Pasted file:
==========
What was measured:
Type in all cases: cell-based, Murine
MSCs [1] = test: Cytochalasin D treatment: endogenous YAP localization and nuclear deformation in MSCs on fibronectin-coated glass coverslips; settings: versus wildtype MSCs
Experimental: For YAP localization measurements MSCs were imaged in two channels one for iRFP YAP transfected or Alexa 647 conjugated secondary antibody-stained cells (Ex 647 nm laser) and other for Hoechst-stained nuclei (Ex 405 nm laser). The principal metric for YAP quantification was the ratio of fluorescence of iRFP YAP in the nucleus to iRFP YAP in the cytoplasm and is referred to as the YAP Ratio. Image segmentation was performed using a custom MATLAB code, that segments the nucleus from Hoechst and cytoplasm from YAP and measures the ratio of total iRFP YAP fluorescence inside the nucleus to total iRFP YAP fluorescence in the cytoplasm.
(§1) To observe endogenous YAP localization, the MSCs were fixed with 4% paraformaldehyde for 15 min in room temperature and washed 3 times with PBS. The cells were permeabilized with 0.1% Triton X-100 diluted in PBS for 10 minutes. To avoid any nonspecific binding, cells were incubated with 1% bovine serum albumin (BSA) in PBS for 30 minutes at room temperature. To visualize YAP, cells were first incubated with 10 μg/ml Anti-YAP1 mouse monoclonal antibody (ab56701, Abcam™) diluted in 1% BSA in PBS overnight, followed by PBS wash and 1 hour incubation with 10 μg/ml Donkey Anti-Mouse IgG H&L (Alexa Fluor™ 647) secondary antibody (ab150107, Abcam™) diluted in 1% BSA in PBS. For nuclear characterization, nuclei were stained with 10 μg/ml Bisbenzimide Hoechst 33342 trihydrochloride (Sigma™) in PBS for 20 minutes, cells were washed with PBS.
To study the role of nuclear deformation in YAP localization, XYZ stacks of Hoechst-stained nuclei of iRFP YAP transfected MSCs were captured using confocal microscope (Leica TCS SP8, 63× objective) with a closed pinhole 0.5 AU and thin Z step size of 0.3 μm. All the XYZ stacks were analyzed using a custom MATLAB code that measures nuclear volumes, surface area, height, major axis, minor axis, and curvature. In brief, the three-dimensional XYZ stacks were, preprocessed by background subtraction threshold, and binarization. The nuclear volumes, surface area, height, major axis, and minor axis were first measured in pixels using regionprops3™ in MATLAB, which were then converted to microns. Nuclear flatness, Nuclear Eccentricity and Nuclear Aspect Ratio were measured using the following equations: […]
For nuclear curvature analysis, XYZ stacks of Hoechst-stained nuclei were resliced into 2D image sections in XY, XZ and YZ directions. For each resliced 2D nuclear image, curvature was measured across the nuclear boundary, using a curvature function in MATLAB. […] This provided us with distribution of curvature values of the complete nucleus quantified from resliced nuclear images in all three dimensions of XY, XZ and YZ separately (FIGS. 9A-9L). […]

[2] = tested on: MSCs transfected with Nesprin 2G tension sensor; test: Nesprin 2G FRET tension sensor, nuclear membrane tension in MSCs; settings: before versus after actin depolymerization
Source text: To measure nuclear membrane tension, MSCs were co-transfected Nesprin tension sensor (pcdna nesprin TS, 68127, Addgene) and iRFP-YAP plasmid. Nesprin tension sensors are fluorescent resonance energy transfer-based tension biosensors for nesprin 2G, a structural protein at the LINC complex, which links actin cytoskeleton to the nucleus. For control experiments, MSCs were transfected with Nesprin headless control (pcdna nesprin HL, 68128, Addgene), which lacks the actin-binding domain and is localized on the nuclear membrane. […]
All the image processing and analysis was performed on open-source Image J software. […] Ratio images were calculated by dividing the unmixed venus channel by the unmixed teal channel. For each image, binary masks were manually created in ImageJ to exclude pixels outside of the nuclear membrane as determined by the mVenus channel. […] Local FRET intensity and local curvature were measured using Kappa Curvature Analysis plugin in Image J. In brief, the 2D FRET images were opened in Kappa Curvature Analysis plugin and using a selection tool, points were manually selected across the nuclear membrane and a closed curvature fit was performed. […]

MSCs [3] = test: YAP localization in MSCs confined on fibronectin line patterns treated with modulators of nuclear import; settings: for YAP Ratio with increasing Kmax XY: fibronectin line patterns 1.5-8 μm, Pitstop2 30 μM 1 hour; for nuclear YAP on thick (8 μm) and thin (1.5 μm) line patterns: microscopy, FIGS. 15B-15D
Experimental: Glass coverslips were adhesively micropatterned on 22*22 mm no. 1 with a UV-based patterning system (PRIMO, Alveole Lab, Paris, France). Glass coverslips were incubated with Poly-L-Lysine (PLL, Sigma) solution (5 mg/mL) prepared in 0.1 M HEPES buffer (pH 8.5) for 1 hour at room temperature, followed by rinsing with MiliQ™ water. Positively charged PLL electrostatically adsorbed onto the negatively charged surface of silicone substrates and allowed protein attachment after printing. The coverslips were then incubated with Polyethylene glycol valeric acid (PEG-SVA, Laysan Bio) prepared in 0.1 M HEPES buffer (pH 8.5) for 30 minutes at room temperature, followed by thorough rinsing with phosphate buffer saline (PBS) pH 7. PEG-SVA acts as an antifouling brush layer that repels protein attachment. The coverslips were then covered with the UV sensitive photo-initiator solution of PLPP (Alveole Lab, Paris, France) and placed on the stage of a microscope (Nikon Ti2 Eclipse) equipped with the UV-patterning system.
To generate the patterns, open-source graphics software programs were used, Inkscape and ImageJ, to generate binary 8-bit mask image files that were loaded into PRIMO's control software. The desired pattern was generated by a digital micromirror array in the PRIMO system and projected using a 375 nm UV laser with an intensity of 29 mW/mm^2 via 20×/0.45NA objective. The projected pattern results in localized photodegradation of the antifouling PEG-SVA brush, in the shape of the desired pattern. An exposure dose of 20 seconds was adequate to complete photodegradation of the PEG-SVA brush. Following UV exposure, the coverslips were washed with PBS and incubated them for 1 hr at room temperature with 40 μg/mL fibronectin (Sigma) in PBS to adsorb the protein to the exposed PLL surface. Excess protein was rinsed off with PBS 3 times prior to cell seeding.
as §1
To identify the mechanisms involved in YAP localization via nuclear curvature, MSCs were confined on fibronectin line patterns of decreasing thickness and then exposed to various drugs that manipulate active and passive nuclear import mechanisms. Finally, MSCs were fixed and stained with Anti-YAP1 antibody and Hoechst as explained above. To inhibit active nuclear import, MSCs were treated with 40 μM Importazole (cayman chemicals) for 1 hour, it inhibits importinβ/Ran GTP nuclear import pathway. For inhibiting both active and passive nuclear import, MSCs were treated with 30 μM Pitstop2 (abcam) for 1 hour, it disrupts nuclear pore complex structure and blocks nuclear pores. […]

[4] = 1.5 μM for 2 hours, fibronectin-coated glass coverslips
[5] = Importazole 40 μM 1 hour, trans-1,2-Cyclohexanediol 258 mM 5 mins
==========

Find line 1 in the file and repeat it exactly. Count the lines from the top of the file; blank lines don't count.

What was measured: